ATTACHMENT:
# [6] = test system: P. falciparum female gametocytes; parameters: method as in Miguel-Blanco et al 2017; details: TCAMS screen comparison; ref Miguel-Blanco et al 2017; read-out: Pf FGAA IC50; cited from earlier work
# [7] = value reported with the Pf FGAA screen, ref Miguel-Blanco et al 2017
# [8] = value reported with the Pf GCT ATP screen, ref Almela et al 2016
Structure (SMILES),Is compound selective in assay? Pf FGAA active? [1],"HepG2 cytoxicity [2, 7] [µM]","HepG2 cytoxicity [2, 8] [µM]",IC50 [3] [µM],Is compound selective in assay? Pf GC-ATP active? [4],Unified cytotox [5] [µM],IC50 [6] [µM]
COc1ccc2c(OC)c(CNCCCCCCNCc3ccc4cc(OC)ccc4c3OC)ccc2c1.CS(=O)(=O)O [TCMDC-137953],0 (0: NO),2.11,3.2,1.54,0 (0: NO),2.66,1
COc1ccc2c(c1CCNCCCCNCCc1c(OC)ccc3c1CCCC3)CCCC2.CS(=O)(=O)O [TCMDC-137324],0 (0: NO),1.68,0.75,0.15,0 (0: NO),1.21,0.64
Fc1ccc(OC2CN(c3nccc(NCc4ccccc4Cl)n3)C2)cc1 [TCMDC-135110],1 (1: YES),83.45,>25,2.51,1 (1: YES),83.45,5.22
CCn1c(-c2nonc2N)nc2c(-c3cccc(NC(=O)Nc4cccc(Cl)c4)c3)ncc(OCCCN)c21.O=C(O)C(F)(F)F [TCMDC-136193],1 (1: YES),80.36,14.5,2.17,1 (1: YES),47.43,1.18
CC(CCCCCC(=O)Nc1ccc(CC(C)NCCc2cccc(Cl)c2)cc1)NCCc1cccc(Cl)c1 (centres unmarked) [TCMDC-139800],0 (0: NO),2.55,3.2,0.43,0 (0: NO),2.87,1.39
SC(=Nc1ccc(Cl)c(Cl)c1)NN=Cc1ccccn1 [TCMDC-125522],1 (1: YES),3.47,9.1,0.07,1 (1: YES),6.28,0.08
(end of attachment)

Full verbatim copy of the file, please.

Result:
# [6] = test system: P. falciparum female gametocytes; parameters: method as in Miguel-Blanco et al 2017; details: TCAMS screen comparison; ref Miguel-Blanco et al 2017; read-out: Pf FGAA IC50; cited from earlier work
# [7] = value reported with the Pf FGAA screen, ref Miguel-Blanco et al 2017
# [8] = value reported with the Pf GCT ATP screen, ref Almela et al 2016
Structure (SMILES),Is compound selective in assay? Pf FGAA active? [1],"HepG2 cytoxicity [2, 7] [µM]","HepG2 cytoxicity [2, 8] [µM]",IC50 [3] [µM],Is compound selective in assay? Pf GC-ATP active? [4],Unified cytotox [5] [µM],IC50 [6] [µM]
COc1ccc2c(OC)c(CNCCCCCCNCc3ccc4cc(OC)ccc4c3OC)ccc2c1.CS(=O)(=O)O [TCMDC-137953],0 (0: NO),2.11,3.2,1.54,0 (0: NO),2.66,1
COc1ccc2c(c1CCNCCCCNCCc1c(OC)ccc3c1CCCC3)CCCC2.CS(=O)(=O)O [TCMDC-137324],0 (0: NO),1.68,0.75,0.15,0 (0: NO),1.21,0.64
Fc1ccc(OC2CN(c3nccc(NCc4ccccc4Cl)n3)C2)cc1 [TCMDC-135110],1 (1: YES),83.45,>25,2.51,1 (1: YES),83.45,5.22
CCn1c(-c2nonc2N)nc2c(-c3cccc(NC(=O)Nc4cccc(Cl)c4)c3)ncc(OCCCN)c21.O=C(O)C(F)(F)F [TCMDC-136193],1 (1: YES),80.36,14.5,2.17,1 (1: YES),47.43,1.18
CC(CCCCCC(=O)Nc1ccc(CC(C)NCCc2cccc(Cl)c2)cc1)NCCc1cccc(Cl)c1 (centres unmarked) [TCMDC-139800],0 (0: NO),2.55,3.2,0.43,0 (0: NO),2.87,1.39
SC(=Nc1ccc(Cl)c(Cl)c1)NN=Cc1ccccn1 [TCMDC-125522],1 (1: YES),3.47,9.1,0.07,1 (1: YES),6.28,0.08